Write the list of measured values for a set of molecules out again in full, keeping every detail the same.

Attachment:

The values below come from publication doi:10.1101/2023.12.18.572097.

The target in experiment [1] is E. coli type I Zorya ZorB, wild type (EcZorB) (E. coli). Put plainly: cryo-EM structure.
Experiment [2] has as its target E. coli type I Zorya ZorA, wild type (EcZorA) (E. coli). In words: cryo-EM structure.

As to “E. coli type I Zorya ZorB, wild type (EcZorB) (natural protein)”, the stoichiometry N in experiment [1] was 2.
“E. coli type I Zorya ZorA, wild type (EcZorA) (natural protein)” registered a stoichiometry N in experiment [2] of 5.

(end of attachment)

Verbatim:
The values below come from publication doi:10.1101/2023.12.18.572097.

The target in experiment [1] is E. coli type I Zorya ZorB, wild type (EcZorB) (E. coli). Put plainly: cryo-EM structure.
Experiment [2] has as its target E. coli type I Zorya ZorA, wild type (EcZorA) (E. coli). In words: cryo-EM structure.

As to “E. coli type I Zorya ZorB, wild type (EcZorB) (natural protein)”, the stoichiometry N in experiment [1] was 2.
“E. coli type I Zorya ZorA, wild type (EcZorA) (natural protein)” registered a stoichiometry N in experiment [2] of 5.